Offseason comes alive on the silver screen
Aspen is no stranger to great films. We have Aspen Filmfest in the fall, Shortsfest in the spring and the Academy Award Screenings over the Christmas/New Year’s holiday. But local movie man Jon Busch will argue that the films being screened at the Wheeler Opera House in May are just as impressive.
“We try to book films that have not played in Aspen before,” said Busch, whose Wheeler Film Society, in collaboration with the Wheeler Opera House, is presenting six films during this month’s “mini festival.” “And we try to get ones that have won prizes and awards.”
On this note, Busch has been successful. Four of the six films being screened were Oscar nominees (three in the Foreign Language category, including the winner). The other two films come with some serious street cred, too.
“There’s a lot of buzz and word of mouth around ‘What We Do In The Shadows,’” said Busch, explaining that the film sold out every screening when it played the Hawaii International Film Festival (and more were added) and recently wrapped up a monthlong-plus run at the Mayan Theatre in Denver. “And we’re only showing it once, … so, if you snooze, you lose.”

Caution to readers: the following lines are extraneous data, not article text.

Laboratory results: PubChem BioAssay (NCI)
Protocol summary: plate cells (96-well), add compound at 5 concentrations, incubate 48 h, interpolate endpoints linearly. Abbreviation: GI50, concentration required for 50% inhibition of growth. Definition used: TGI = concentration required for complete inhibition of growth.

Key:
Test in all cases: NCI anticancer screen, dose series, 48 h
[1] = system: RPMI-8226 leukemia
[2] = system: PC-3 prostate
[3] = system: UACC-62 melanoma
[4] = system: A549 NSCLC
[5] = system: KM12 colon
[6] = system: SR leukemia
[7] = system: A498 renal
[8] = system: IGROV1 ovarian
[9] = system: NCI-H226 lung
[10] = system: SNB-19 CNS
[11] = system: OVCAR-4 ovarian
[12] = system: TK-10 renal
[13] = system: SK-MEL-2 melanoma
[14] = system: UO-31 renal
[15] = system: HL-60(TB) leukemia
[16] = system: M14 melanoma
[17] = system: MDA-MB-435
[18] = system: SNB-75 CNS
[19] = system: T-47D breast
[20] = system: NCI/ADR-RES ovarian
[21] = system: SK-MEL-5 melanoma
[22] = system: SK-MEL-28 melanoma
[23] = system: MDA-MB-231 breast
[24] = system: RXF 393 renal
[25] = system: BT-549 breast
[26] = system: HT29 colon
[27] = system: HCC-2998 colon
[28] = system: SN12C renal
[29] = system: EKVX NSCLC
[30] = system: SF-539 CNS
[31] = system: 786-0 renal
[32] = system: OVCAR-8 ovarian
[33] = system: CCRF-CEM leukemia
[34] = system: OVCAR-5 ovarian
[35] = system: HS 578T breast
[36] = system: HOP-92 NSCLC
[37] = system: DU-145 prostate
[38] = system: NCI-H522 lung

The same holds true for all the films beings screened in May, Busch said.
“Each of these films is only playing only once, which means you have to come see it that night or you miss your chance,” he said. “That said, it’s a good idea to get your tickets now for our first film, Ida, as it won the Oscar for Best Foreign Language film.”
“Ida,” by acclaimed director Pawel Pawlikowski (“Last Resort,” “My Summer of Love”), shows Sunday. According to the Wheeler, it is a drama about a young novitiate nun in 1960s Poland who, on the verge of taking her vows, discovers a dark family secret dating from the terrible years of Nazi occupation. It features 18-year-old Anna (played by newcomer Agata Trzebuchowska), a sheltered orphan raised in a convent who is preparing to become a nun. When the Mother Superior insists she first visit her sole living relative, innocent Anna soon finds herself in the presence of her aunt Wanda (Agata Kulesza), a worldly and cynical Communist Party insider who shocks her with the declaration that her real name is Ida and her Jewish parents were murdered during the Nazi occupation. This revelation triggers a heart-wrenching journey to the family house in the countryside and into the secrets of the repressed past, evoking the haunting legacy of the Holocaust and the realities of postwar communism.
Busch said it is the type of film that he wishes he could bring more of to Aspen audiences.
“One of the problems is that live theater takes up so many nights,” he said. “But what we are able to do in these few weeks of May is very exciting; I just wish we could do more.”
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